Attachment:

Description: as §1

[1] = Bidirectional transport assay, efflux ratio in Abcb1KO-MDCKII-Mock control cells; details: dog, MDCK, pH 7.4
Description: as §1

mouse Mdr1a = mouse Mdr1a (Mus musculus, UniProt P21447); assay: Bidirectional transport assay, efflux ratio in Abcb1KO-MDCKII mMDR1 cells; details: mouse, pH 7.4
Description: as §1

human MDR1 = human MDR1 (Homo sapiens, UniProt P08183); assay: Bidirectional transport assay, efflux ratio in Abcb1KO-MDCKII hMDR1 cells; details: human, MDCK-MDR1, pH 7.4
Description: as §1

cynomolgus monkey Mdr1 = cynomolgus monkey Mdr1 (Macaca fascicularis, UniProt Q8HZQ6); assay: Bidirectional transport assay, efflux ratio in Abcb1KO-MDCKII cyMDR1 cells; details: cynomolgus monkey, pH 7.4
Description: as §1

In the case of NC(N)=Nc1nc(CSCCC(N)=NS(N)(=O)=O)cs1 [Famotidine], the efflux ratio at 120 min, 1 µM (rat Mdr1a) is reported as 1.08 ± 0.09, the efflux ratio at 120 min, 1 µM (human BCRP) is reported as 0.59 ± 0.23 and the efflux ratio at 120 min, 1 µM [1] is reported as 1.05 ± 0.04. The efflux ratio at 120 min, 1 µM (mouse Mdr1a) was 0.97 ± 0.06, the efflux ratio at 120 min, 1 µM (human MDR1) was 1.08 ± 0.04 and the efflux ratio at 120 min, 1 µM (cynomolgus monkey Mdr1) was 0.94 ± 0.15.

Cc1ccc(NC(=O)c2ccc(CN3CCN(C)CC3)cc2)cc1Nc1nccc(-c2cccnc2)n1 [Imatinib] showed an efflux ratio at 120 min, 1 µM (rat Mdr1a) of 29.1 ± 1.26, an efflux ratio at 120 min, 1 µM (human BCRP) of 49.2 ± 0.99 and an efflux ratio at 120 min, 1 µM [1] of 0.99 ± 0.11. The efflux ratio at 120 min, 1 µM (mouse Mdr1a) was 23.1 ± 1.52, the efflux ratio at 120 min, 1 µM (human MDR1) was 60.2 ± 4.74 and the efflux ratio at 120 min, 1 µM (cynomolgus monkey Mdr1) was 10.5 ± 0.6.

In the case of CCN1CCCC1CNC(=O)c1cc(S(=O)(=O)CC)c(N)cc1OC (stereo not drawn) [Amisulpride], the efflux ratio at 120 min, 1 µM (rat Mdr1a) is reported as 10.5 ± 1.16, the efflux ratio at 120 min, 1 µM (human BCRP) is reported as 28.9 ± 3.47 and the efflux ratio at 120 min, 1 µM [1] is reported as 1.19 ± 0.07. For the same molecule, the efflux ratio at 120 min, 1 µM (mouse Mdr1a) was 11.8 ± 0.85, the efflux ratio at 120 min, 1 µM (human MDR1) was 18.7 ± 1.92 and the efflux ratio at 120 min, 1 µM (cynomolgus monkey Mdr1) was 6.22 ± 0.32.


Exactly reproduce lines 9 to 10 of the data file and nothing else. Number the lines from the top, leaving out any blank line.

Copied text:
Description: as §1

In the case of NC(N)=Nc1nc(CSCCC(N)=NS(N)(=O)=O)cs1 [Famotidine], the efflux ratio at 120 min, 1 µM (rat Mdr1a) is reported as 1.08 ± 0.09, the efflux ratio at 120 min, 1 µM (human BCRP) is reported as 0.59 ± 0.23 and the efflux ratio at 120 min, 1 µM [1] is reported as 1.05 ± 0.04. The efflux ratio at 120 min, 1 µM (mouse Mdr1a) was 0.97 ± 0.06, the efflux ratio at 120 min, 1 µM (human MDR1) was 1.08 ± 0.04 and the efflux ratio at 120 min, 1 µM (cynomolgus monkey Mdr1) was 0.94 ± 0.15.